At the news conference following the meeting of the leaders of Russia, Turkey, Germany and France, Vladimir Putin said:

Above all, it is essential to launch the work of the Constitutional Committee in Geneva, which is designed to consider the fundamental questions of Syria’s future state structure. The decisions taken at the Syrian National Dialogue Congress in Sochi must be taken into account in this process.

It can be assumed that the whole complex of inter-Syrian disagreements around the launch of the constitutional process was the subject of discussions with the opposition in Moscow. The Riyadh-based Negotiations Committee, which was set up in November 2017 and includes 50 members representing several opposition platforms and organizations in Syria and abroad, was recently under strong pressure from the radical opposition calling not to make concessions and to fight against the “criminal regime” to the bitter end.

There are difficulties on the part of the Syrian government. Recently, a high-ranking Russian delegation headed by the special presidential representative for Syria visited Damascus. The report of the international mediator at the meeting of the Security Council that took place on October 26 in New York showed that Damascus refused to accept the third list prepared by the UN and considered the preparation of the constitution a “purely sovereign affair” of the Syrian people without “any foreign intervention.”

The transition to the political phase is also taking place in an atmosphere of military-political uncertainty around the Idlib province, where the last major terrorist centre remains. The armed opposition is split, with various actors having different attitude to the requirements of the guarantors of the Astana troika (Russia, Turkey, Iran) about the creation of a demilitarized zone, including the withdrawal of militants and heavy weapons. Under these conditions, such a political wing of the opposition as the High Negotiations Committee, recognized as a partner in the settlement process, is called upon to make the right choice, no matter what internal difficulties within its ranks and accusations of “betraying the interests of the revolution” it faces.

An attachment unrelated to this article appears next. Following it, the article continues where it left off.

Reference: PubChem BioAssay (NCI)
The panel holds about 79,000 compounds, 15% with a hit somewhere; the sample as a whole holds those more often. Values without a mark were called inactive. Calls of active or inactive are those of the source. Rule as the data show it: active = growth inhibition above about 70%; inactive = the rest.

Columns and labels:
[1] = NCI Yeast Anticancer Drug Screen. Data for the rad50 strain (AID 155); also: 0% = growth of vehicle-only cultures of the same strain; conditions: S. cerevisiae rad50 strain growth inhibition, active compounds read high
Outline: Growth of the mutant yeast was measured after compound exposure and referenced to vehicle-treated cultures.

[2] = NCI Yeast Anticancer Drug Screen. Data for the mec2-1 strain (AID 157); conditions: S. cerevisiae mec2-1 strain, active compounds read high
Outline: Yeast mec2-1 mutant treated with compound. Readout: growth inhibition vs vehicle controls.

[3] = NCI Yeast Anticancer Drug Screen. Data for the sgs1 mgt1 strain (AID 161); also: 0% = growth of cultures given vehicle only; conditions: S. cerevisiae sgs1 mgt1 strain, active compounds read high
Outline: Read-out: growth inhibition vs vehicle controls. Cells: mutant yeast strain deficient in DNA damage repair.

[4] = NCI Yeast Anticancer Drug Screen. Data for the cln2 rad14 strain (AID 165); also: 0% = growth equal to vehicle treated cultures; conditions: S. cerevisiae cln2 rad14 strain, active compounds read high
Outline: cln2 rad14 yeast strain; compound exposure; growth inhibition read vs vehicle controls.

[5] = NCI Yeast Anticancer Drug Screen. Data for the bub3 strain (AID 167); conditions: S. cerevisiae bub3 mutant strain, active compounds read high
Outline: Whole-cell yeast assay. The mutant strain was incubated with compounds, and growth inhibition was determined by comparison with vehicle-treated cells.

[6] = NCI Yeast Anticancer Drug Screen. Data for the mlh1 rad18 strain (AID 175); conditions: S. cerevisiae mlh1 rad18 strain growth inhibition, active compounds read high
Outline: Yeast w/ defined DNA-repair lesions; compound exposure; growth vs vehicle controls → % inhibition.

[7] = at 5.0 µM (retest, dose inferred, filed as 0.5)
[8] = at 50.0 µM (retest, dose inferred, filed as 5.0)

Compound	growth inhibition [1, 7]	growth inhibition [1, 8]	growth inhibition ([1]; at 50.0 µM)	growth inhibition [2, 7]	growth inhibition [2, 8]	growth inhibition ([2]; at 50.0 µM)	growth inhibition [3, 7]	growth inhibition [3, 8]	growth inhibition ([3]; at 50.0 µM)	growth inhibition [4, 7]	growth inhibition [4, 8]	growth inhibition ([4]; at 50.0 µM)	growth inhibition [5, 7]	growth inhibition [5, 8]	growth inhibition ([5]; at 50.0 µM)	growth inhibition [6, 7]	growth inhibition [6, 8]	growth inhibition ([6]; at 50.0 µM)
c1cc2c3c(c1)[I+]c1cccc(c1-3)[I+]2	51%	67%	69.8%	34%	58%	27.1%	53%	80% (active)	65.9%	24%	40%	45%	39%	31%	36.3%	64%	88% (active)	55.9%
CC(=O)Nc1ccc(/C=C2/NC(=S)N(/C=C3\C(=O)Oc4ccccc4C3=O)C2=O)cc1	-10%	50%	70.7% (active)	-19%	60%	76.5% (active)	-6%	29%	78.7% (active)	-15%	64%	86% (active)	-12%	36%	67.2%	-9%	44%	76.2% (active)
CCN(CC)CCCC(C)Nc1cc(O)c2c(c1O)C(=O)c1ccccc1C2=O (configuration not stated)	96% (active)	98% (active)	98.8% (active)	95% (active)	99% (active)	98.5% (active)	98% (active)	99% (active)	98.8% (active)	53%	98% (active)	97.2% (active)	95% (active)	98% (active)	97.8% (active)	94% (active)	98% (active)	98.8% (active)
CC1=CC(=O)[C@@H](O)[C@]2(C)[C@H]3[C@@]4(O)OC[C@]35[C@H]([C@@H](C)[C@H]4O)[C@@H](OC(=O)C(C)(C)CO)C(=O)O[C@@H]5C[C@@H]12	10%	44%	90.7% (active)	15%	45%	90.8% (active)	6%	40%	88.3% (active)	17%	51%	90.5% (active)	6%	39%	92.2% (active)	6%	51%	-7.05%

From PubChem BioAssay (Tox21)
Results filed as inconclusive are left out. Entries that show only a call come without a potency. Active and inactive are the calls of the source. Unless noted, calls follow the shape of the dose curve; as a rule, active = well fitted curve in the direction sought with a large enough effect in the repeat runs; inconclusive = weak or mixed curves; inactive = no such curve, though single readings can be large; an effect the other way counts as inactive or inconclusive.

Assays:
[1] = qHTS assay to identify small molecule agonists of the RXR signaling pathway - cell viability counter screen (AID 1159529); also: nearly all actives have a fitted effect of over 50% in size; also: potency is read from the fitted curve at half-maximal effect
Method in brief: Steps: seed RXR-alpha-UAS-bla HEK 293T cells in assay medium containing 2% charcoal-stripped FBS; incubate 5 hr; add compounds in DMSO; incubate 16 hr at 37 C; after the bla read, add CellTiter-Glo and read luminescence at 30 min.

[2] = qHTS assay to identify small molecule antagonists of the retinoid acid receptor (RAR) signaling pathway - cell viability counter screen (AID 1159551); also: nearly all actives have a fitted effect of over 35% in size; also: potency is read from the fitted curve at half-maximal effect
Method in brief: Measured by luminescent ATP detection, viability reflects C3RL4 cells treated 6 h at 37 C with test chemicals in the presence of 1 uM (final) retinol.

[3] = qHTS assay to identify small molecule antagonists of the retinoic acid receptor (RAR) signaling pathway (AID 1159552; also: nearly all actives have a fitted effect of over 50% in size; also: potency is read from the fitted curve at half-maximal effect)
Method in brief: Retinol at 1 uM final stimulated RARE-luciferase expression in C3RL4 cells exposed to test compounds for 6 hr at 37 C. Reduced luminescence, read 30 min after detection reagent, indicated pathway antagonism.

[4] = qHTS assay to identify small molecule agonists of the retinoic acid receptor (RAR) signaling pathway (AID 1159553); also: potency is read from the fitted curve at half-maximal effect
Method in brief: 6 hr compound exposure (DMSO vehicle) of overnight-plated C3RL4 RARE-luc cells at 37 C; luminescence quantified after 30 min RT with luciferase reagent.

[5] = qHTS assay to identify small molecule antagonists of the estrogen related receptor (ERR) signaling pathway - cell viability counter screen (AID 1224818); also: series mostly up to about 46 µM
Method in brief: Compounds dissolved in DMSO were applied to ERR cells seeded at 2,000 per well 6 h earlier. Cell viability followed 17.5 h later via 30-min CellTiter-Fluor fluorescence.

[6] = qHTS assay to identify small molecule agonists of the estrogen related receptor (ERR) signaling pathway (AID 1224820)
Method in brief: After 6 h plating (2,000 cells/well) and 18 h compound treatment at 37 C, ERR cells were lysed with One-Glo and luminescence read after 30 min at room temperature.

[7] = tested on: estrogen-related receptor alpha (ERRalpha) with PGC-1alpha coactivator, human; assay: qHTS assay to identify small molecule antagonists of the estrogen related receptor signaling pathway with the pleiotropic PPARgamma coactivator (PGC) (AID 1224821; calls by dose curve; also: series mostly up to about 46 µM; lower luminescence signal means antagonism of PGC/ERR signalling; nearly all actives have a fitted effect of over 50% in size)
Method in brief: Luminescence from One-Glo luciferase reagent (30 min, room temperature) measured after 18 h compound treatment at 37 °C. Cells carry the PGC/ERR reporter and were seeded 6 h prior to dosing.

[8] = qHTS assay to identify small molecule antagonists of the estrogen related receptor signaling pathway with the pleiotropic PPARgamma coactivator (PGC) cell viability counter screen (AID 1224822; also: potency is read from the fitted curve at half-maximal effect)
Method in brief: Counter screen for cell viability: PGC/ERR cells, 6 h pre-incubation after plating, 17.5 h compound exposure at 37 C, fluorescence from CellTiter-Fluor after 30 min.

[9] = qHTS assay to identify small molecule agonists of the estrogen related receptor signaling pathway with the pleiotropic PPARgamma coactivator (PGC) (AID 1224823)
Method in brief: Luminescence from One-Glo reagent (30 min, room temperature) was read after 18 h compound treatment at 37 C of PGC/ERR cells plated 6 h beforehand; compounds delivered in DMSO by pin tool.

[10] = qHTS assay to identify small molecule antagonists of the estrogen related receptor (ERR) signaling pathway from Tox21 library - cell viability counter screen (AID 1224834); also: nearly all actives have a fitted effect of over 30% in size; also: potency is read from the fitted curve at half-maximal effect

It seems that on the way to the state-building there is a great deal of obstacles to be overcome from various sides. It is hardly possible for one side to convince the Syrian government and the scattered political opposition to begin working on the constitution. It is necessary to build an influential international consensus in support of the early work of the Constitutional Committee according to the UN Security Council Resolution 2254. Russia is able to play a leading role as a coordinating centre. Otherwise, the Syrian settlement train may get off the Geneva tracks, while changing the destination can lead to unpredictable traffic accidents.